Veterinarians: Treating or Euthanizing

Pet owners are looking for veterinary care across the entire spectrum of what’s available. Some want what is the current “state of the art” regardless of price and prognosis. Others think spending thousands on a pet that has been diagnosed with a terminal disease is crazy. The problem, from a veterinarian’s point of view, is that we need to give the same information to both.



I try to inform my clients about the range of options available to them, but unless I’ve worked with the owner before, I’m bound to rub someone the wrong way at one end of the spectrum or the other. If I’m dealing with an “it’s just an animal” type and mention the option of chemotherapy for cancer treatment, I’ll likely get a “you’re just in it for the money” look. When I bring up euthanasia as an option to a “let’s do everything possible” client, I may be accused of giving up too soon. Most pet owners fall somewhere between these two extremes. They are interested in hearing what’s available to them, but will quickly exclude those alternatives they deem unreasonable.

I bring this up because I hear a lot of owners complaining about what their primary care veterinarians did or did not recommend in the way of treatment. Criticisms tend to fall into one of three categories:

1. My veterinarian mentioned an advanced treatment that I can’t afford or don’t feel is reasonable given the circumstances, and now I’m worried that he/she is just looking to profit from my pet’s condition or won’t support my decision to take a less aggressive course of action.

2. My veterinarian didn’t tell me that [insert treatment type here] was even a possibility, and I might have been interested in pursuing it even though it’s untested and/or expensive.

3. My veterinarian gave me a laundry list of options and I feel overwhelmed. I wish he/she would just tell me what I should do.

Can you see that, in many cases, there is no way for a veterinarian to avoid falling into one of these three pitfalls? We tell you about all of your alternatives and we fall into scenario three. We do some selective weeding out of what we don’t think is reasonable given the circumstances, and we can be accused of not giving you all the information you need.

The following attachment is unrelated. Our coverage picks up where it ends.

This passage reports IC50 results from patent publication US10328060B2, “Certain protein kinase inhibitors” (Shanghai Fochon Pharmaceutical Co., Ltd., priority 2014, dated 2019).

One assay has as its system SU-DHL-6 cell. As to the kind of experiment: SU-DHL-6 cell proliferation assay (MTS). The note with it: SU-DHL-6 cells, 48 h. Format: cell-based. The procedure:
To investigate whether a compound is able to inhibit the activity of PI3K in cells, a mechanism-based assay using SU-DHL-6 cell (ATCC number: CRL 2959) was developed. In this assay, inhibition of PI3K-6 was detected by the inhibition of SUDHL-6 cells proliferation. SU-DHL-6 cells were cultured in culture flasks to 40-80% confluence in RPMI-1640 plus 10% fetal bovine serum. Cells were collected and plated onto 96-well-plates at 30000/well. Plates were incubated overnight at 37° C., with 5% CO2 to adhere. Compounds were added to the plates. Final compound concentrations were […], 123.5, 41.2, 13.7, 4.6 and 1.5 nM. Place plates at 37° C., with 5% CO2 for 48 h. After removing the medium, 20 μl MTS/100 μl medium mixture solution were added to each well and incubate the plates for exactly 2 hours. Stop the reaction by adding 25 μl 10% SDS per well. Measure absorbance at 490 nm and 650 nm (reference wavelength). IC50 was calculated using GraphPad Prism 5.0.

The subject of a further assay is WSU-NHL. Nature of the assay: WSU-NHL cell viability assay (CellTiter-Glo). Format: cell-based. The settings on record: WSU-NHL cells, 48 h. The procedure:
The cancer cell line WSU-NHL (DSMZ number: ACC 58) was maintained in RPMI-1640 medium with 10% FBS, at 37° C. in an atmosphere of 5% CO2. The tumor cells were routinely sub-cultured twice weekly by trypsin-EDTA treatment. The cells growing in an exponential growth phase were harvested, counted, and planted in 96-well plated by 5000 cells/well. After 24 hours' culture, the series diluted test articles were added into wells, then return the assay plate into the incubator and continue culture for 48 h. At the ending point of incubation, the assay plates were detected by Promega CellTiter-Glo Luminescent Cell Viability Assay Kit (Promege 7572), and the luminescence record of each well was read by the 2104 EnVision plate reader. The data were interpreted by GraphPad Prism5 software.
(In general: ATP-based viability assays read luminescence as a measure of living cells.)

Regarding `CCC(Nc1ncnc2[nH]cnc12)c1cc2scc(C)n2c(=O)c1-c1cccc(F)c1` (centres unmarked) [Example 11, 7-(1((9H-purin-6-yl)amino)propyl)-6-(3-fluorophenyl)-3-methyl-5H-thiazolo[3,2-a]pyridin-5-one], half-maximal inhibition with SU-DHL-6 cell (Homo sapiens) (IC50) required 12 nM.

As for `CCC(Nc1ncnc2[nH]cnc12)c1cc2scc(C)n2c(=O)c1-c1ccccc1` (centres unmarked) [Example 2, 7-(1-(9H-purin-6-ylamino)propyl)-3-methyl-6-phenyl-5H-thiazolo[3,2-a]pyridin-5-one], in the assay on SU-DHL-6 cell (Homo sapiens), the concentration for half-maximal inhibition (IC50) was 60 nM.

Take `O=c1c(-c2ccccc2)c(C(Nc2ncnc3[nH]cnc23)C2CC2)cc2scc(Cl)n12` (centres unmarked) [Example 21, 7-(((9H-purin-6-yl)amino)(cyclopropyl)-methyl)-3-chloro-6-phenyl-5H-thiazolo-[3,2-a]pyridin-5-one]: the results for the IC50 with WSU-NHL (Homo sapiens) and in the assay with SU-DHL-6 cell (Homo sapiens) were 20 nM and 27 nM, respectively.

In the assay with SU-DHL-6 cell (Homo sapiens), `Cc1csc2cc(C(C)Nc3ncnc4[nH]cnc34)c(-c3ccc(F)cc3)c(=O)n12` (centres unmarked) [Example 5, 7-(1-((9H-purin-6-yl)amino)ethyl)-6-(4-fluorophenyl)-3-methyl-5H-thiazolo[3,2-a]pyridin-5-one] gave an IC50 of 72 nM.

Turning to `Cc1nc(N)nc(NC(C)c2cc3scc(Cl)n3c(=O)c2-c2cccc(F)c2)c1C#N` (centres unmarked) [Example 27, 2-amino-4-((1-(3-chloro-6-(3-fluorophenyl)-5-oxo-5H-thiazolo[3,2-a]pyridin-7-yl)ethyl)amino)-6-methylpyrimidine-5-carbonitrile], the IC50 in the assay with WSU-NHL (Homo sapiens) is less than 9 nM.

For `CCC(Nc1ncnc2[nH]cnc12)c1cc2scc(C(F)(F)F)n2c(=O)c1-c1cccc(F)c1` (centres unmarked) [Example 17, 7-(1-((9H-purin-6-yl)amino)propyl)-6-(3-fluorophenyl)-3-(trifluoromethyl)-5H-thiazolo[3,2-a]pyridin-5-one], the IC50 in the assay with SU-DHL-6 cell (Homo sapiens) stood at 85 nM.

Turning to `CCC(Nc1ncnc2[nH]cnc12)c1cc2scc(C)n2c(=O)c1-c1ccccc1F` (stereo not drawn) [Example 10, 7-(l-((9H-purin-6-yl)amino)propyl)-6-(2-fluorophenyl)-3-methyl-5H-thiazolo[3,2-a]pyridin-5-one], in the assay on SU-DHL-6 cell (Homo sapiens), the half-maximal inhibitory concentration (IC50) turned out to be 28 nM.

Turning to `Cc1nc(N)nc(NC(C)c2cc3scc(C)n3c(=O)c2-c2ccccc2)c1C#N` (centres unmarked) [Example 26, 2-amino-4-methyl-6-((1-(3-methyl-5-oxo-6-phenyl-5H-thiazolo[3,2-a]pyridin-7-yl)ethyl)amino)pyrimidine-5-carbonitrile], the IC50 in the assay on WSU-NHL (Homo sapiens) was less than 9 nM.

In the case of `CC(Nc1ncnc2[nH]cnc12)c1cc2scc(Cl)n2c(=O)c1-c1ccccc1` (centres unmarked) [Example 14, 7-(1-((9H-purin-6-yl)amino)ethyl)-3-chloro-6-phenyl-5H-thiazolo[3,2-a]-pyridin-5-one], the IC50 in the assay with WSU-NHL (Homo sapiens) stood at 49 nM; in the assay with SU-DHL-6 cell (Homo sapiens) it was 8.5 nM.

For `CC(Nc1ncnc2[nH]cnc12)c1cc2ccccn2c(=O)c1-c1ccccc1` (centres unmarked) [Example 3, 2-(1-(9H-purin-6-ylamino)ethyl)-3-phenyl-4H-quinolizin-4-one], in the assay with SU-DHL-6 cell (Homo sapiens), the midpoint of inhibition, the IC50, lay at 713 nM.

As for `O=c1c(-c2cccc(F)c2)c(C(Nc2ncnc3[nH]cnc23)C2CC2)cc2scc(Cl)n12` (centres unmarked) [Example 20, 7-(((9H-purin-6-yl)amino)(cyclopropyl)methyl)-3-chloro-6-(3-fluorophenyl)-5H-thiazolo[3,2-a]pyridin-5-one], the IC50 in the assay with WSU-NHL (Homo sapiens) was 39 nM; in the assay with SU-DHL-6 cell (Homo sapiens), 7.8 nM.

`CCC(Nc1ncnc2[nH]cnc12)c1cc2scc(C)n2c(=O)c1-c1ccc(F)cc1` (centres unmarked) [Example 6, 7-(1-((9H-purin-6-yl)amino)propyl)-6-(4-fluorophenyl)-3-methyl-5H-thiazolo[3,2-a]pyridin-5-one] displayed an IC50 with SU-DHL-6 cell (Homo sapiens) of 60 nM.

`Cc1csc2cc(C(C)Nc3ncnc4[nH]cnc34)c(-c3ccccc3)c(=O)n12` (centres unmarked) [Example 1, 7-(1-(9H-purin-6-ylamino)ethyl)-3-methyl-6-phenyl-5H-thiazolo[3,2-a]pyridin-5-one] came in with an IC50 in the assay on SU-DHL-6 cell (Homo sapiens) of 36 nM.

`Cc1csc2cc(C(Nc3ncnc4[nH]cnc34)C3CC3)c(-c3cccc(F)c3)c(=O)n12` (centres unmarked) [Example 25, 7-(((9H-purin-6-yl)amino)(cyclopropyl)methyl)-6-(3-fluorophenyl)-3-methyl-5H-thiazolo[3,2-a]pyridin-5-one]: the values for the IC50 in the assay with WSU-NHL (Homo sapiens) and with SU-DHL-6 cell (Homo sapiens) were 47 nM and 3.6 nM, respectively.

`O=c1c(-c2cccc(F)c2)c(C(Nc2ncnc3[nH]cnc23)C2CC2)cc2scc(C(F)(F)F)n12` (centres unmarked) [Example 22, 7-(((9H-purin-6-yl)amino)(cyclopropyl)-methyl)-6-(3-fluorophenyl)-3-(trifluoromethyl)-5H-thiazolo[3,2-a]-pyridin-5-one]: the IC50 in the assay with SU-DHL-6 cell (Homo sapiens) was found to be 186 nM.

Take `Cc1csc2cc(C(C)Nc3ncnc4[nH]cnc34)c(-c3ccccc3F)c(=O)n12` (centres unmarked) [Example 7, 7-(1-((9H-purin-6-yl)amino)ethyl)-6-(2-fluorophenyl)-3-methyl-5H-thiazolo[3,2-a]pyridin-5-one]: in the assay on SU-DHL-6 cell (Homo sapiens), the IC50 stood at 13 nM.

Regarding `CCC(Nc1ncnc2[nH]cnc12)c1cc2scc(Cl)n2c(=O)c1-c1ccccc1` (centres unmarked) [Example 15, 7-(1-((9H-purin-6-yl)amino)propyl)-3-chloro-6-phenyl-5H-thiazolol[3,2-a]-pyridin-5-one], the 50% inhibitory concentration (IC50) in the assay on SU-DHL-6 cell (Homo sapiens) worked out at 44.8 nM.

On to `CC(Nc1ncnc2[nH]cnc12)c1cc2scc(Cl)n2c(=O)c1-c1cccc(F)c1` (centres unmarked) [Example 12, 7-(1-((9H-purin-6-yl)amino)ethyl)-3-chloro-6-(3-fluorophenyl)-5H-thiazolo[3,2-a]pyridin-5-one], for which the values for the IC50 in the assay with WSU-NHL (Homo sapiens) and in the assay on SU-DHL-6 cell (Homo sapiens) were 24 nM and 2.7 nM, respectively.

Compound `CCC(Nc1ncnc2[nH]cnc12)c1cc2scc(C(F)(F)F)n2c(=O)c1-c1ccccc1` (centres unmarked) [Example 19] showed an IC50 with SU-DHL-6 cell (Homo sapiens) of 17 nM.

In my opinion, veterinarians have to tell owners what ALL the options are, even when we risk offending certain clients by bringing up bare-bones or cutting-edge alternatives or overwhelming them with a “data dump.” After the information is out there, we can help you choose between what is available by discussing cost, prognosis, potential side-effects, etc., but we can’t make the decision for you. The “what would you do if it were your pet, Doc?” question is unanswerable in all but the most cut and dry situations. Every person’s combination of past experiences, tolerance for bad outcomes, willingness to expend time and energy, finances, etc., is unique to them.

So try to have patience with your veterinarian if he or she brings up treatment options that you think are not worthy of consideration. The doctor is probably just trying to make sure that you have all the information you need to make the decision that is right for you and your pet.

Dr. Jennifer Coates writing for PetMD

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Posted by on January 30, 2013. Filed under Advice,Advice,CRITTER TALK. You can follow any responses to this entry through the RSS 2.0. You can leave a response or trackback to this entry
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One Response to Veterinarians: Treating or Euthanizing

  1. James Smith Reply

    January 30, 2013 at 6:08 am

    Having just spend $50 US at an all-night emergency clinic for our 13 y/o Yorkie, for a respiratory problem, I understand. I know that, at his age, they choice will eventually have to be made about treatment vs. euthanasia.

    In Kiko’s case, the deciding factor will be his personal comfort. As long as there is no pain or suffering resulting from treatment and he has a quality of life that makes him happy, no treatment option will be discarded. If his life will be a burden to him with constant pain, it is the pet owner’s responsibility to be the “final friend.” Yes, I will be there, holding his head and letting him chew on my finger, his favorite chew toy. How could I do less for him?

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